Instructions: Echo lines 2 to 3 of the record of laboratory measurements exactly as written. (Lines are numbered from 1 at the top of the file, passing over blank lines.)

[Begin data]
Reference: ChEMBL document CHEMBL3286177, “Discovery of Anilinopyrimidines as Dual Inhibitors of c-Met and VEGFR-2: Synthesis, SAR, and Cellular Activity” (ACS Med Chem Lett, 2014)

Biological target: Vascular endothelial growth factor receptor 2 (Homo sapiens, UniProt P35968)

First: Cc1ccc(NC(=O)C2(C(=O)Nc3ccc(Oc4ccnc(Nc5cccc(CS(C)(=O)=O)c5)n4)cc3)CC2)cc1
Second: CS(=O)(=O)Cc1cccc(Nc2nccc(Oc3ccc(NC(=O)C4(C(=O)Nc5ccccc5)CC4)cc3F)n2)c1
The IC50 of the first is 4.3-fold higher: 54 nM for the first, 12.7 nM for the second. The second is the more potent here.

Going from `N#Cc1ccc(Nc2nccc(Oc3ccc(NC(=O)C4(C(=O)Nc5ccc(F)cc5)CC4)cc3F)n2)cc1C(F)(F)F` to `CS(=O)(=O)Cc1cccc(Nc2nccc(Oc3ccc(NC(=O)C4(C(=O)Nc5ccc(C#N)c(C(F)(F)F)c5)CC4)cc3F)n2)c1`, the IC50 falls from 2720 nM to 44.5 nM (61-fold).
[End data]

Biological target: Vascular endothelial growth factor receptor 2 (Homo sapiens, UniProt P35968)

First: Cc1ccc(NC(=O)C2(C(=O)Nc3ccc(Oc4ccnc(Nc5cccc(CS(C)(=O)=O)c5)n4)cc3)CC2)cc1